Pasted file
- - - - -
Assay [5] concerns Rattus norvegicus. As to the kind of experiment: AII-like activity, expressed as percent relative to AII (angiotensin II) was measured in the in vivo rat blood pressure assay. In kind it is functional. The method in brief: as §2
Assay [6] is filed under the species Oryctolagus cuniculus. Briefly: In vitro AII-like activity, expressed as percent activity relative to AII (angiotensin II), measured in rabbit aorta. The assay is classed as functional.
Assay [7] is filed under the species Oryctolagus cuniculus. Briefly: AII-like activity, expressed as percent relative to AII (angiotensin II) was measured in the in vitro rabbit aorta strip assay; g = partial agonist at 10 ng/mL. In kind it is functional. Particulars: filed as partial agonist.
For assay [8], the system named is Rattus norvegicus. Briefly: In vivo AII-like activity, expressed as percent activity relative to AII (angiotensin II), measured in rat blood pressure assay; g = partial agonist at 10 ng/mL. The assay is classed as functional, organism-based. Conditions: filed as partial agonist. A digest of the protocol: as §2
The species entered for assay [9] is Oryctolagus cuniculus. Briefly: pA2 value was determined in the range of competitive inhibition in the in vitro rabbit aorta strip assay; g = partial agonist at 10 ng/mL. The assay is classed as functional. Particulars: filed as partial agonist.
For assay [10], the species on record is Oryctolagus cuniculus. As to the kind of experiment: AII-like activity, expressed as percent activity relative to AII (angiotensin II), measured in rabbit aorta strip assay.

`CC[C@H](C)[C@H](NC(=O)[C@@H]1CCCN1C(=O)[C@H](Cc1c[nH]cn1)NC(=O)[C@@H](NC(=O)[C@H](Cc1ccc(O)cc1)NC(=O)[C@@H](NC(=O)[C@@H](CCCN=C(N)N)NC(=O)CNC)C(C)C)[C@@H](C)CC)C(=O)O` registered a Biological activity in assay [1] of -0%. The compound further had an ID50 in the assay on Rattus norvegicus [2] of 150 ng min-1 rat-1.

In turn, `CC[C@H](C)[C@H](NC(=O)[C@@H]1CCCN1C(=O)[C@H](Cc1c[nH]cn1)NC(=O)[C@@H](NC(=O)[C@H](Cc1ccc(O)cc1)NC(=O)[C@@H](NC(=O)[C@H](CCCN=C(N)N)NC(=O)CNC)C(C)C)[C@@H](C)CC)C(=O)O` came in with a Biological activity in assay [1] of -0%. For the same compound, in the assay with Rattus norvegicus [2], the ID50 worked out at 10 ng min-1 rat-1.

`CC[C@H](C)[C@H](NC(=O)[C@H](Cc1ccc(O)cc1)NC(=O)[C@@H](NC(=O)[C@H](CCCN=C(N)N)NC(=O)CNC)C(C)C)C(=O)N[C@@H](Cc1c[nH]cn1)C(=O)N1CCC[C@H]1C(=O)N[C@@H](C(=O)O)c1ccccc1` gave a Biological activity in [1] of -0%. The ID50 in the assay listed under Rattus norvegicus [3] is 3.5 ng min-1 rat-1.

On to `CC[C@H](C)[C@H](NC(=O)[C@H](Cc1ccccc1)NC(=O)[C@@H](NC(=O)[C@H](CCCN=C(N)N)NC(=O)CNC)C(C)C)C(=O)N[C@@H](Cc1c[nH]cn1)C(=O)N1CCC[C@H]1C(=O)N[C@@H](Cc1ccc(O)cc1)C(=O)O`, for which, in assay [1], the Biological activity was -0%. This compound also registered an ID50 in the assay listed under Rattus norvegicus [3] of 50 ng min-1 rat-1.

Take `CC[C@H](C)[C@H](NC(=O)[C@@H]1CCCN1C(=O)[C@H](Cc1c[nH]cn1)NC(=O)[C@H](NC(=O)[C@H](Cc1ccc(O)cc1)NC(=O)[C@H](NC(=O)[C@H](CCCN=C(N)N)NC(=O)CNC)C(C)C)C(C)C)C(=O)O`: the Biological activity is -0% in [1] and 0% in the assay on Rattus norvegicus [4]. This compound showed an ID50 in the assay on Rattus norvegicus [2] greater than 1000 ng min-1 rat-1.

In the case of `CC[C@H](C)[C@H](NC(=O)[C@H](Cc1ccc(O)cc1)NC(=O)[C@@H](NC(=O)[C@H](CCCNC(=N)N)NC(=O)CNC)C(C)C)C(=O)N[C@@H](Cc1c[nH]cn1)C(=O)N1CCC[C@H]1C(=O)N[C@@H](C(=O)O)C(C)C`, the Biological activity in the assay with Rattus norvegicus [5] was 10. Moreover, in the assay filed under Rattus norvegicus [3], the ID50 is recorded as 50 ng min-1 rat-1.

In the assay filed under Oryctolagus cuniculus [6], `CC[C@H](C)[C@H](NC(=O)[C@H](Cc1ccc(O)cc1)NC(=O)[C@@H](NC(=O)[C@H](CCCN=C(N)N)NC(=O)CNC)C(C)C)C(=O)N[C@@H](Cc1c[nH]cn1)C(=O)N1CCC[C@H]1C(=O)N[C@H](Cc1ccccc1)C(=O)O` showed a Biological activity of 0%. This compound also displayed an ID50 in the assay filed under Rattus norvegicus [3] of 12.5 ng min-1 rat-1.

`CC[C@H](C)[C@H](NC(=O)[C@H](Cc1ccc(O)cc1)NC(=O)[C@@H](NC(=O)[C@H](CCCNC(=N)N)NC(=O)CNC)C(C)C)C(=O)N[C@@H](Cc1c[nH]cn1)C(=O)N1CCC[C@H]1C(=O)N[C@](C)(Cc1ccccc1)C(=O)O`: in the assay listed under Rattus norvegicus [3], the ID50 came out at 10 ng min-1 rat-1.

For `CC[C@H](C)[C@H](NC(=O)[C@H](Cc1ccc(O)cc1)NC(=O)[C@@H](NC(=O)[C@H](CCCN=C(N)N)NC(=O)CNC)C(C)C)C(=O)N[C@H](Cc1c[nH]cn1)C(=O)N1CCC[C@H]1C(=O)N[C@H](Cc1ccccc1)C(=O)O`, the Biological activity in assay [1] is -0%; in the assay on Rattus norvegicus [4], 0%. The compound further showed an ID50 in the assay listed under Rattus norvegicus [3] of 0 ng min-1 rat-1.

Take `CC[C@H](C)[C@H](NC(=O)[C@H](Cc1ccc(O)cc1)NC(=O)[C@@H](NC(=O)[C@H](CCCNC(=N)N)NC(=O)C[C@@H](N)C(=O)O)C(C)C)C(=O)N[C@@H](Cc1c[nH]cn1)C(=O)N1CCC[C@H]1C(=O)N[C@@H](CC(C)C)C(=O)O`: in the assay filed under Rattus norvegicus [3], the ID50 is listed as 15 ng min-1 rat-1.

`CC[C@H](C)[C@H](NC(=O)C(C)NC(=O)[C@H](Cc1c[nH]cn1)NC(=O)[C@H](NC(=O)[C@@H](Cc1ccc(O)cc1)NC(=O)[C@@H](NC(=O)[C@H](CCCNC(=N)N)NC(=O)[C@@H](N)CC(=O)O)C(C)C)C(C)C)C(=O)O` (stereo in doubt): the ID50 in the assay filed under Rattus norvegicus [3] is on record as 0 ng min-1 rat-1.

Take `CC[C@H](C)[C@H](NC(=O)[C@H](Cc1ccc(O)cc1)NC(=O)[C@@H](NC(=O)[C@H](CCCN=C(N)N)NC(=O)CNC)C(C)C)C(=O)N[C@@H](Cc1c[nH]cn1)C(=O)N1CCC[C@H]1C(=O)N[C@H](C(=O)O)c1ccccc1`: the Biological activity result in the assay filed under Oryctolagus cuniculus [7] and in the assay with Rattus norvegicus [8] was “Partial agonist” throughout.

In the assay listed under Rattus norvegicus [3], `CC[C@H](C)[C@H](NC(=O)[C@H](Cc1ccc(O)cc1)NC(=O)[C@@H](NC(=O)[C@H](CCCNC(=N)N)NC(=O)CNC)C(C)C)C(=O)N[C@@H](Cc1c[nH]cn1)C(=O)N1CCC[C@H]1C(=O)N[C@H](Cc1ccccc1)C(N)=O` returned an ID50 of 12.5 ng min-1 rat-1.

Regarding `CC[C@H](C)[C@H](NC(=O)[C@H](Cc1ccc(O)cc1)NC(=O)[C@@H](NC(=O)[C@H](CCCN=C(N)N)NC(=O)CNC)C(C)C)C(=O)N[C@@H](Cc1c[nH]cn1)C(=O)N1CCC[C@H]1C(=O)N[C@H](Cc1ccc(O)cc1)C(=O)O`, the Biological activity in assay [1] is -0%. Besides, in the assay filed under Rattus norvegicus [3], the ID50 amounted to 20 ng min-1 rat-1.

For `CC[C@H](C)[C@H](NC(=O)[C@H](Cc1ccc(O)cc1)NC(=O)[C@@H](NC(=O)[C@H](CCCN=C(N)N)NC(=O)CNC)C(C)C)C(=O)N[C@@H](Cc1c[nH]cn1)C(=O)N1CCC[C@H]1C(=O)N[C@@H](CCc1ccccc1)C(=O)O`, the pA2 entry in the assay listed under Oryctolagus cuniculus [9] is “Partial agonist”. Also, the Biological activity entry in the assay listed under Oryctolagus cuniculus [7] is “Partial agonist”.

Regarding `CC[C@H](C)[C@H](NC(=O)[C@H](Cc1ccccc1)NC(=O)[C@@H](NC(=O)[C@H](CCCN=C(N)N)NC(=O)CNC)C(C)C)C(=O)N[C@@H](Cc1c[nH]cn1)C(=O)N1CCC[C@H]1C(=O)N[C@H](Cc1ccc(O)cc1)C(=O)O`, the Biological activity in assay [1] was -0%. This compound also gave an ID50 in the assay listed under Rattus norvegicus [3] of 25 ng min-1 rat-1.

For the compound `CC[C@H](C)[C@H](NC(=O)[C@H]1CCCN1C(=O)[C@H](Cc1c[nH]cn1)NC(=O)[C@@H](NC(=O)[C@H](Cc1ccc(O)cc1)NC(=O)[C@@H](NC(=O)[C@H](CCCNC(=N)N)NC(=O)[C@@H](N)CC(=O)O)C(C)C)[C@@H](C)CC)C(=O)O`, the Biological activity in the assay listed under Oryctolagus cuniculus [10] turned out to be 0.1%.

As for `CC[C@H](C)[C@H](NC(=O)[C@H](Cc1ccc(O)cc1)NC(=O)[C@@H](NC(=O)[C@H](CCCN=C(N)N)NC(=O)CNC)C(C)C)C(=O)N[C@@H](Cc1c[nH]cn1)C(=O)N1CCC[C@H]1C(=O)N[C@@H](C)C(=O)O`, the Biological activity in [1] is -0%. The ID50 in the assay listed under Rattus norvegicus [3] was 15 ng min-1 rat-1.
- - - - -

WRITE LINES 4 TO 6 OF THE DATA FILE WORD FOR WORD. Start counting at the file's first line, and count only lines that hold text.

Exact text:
For assay [8], the system named is Rattus norvegicus. Briefly: In vivo AII-like activity, expressed as percent activity relative to AII (angiotensin II), measured in rat blood pressure assay; g = partial agonist at 10 ng/mL. The assay is classed as functional, organism-based. Conditions: filed as partial agonist. A digest of the protocol: as §2
The species entered for assay [9] is Oryctolagus cuniculus. Briefly: pA2 value was determined in the range of competitive inhibition in the in vitro rabbit aorta strip assay; g = partial agonist at 10 ng/mL. The assay is classed as functional. Particulars: filed as partial agonist.
For assay [10], the species on record is Oryctolagus cuniculus. As to the kind of experiment: AII-like activity, expressed as percent activity relative to AII (angiotensin II), measured in rabbit aorta strip assay.